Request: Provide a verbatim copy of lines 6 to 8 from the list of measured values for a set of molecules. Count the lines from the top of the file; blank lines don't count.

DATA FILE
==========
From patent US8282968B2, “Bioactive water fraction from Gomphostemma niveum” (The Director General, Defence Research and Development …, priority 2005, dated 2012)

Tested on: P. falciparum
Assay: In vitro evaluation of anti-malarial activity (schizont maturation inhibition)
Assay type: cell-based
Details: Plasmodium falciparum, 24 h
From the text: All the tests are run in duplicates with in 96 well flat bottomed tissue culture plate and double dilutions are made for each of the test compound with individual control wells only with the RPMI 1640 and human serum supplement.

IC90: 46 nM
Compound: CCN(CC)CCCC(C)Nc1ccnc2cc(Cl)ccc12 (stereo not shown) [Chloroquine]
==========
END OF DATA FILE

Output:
From the text: All the tests are run in duplicates with in 96 well flat bottomed tissue culture plate and double dilutions are made for each of the test compound with individual control wells only with the RPMI 1640 and human serum supplement.

IC90: 46 nM
Compound: CCN(CC)CCCC(C)Nc1ccnc2cc(Cl)ccc12 (stereo not shown) [Chloroquine]